Home' Australian Resources and Investment : June 2017 Contents and practical technology will also be
critical to help costs.
At our mega project at Roy Hill, in the
north of West Australia, we are investing in
technology, as are other producers.
To make Roy Hill one of the most
technologically advanced mining
projects in Australia, we are using new
best-practice technologies, including
robotic laboratory product sampling,
auto refuelling, tele-remote dozers,
autonomous drilling, remote train
control and drones.
Drones, in particular, we have
adapted so that their functionality is
enhanced, allowing us to do multiple
things, such as monitor mining,
environmental and maintenance
activity, as well as incident investigation
and measuring stockpiles of iron ore
that are ready to be loaded.
Our Roy Hill project is ramping up
this year to become the largest single
iron ore mine in the north, to produce
55 million tonnes per annum.
Assuming an iron ore price of US$62
per tonne, this will bring tax and
royalty revenue over the life of mine to
approximately A$9 billion, and if we
assume a price of US$73 per tonne,
then that's approximately. A$ 11 billion.
The project includes its own
integrated low-phosphorous iron ore
mine, 344-kilometre heavy-haul railway
system and dedicated port facilities.
The journey to build this mine was a
I acquired the tenements to Roy Hill
in 1993, after they were dropped by
another major company that did not
think they were of value.
Against all professional advice at the
time -- understandable, given that the
arguably most-knowledgeable miner in
the Pilbara had decided it was not worth
pursuing -- I decided to press forward
and take up and explore the Roy Hill
tenements. Advice continued to drop them.
Fortunately, we found that the other
company had not placed their drill holes
in the right places, and we found the
Roy Hill ore bodies.
Our project, after decades of work,
risk, money, thousands of government
approvals permits and licences, and
US$10 billion investment, is now in
operation, exporting its ore to Asia,
and recently celebrated a signi cant
milestone -- the railing of 34 million
tonnes of ore.
This is the fastest delivery of ore in
the Pilbara and West Australia, beating
two of the biggest mining companies in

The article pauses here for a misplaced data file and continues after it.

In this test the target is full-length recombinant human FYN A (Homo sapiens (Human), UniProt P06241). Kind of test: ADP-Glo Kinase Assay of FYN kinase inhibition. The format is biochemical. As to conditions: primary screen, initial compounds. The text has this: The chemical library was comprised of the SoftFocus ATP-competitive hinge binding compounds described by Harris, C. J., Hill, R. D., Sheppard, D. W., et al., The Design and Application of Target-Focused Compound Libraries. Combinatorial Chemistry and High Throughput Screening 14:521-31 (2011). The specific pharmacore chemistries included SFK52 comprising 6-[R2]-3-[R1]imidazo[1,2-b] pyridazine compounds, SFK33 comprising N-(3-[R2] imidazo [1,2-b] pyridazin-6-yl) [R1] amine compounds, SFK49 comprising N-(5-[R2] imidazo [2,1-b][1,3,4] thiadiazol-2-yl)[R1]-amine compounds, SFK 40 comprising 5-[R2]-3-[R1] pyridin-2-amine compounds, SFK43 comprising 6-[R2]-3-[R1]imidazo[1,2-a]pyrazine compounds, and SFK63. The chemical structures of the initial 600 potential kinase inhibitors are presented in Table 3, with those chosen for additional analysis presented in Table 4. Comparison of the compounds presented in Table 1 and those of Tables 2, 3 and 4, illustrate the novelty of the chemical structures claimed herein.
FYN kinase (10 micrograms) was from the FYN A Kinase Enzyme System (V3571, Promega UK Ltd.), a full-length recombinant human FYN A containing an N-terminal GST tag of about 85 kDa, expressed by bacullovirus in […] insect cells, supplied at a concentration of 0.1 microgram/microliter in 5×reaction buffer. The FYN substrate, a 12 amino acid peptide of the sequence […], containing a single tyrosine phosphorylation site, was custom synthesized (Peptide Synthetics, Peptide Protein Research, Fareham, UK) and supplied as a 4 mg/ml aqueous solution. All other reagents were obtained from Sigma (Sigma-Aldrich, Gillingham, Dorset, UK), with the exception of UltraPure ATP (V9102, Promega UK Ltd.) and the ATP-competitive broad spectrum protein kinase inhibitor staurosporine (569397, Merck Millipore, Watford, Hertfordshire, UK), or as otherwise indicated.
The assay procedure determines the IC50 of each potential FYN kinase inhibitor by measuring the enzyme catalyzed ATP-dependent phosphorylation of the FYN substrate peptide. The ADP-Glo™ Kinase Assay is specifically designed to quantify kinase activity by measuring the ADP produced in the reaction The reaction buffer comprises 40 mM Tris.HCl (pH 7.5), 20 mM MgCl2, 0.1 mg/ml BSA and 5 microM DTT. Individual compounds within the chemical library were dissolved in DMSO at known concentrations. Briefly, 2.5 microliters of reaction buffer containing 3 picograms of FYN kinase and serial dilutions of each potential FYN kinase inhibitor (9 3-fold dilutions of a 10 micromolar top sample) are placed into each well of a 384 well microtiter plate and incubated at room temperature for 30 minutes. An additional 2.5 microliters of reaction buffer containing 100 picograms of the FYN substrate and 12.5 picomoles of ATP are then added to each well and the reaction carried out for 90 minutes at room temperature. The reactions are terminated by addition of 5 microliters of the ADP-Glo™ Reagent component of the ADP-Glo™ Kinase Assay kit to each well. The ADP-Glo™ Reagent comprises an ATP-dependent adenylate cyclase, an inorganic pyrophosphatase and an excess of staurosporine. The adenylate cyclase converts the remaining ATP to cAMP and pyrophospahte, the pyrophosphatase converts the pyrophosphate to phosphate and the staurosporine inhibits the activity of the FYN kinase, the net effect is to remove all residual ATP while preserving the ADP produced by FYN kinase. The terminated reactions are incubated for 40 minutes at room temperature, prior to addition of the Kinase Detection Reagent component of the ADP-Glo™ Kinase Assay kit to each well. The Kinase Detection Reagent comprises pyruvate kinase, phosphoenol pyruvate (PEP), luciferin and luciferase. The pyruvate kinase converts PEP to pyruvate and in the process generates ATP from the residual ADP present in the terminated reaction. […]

the world: BHP Billiton and Rio Tinto.
Our project has also marked a
number of rsts, including securing the
world's largest debt-funding package
for a mainly green elds, land-based
mining project, from 19 of the largest
banks in the world, and ve export
Roy Hill uses some of the world's
biggest equipment, some of the fastest
operating equipment, has won many
awards, and has achieved safety
records better than Pilbara's and West
Australia's mineral resources
industry has long been a large
contributor to our Australian economy.
Entrepreneurs have played a critical part
in this, battling many odds and not only
government obstacles, but obstacles put
up at times by competitors.
Sadly, though, Australian Government
tape and our Australian legal industry,
Indian investors and ourselves have not
been able, after investing many hundreds
of millions of dollars, to open up the
Galilee Basin in Australia, to export
much-needed thermal coal to India,
to power your electricity plants with
relatively low ash and low-sulphur coal.
Growing up in the outback in the
north of West Australia, in remote
and hot areas, without electricity,
but supplied by generators operating
approximately two hours or less per
day, I have some understanding of
life without electricity in remote and
hot areas, long distances from city
conveniences. And sympathy, too.
India's mining and resources
industry and its potential
Fortunately for India, the situation is now
different, and your mining and resources
industry has a huge capacity to grow.
Across India's vast landmass, around
89 minerals are produced and the
mining industry currently makes up
about 2--3 per cent of GDP.
According to an Ernst and Young
study, only 7--9 per cent of India's
mineral resources have been explored.
This estimate highlights the
enormous potential for future mining
exploration across India. I see a bright
future for the resources industry in
India, as there are a number of factors
Firstly, and as I outlined earlier, the
reform agenda of your Prime Minister
plays a critical role in this, from red tape
to red carpet.
Prime Minister Modi has welcomed
investment and businesses to India. Also
working in India's favour is your large
population who are wanting to work.
To construct new mines and their
required infrastructure, thousands of
workers are needed; and with your large
population, you are able to meet these
needs and provide jobs to many who need
them, as well as further opportunities for
the many related industries.
The bus driver who drives workers
to site, the local food vendor who feeds
the workers and the factory worker
who makes the uniforms, the people
who need to be employed to clean
the uniforms and the mining camps,
all these and many more stand to
secure greater prosperity if mining
exploration and production in your
great nation accelerate. Moreover, India
is closely located to Asian countries
whose demand for mineral resources
continues to grow.
Closer proximity to the end
customer means the advantage of lower
India's own strong economic growth
is a huge advantage, as well.
As the economy grows, local
demand continues to increase, and
for those companies needing mineral
resources, close domestic proximity is
a signi cant advantage.
Indeed, much of the world's cutting-
edge technology is invented, developed
and made in India.
And, India has the huge bene t
of many intelligent and hardworking
VOLUME 11 NUMBER 2 • Australian Resources and Investment • 9
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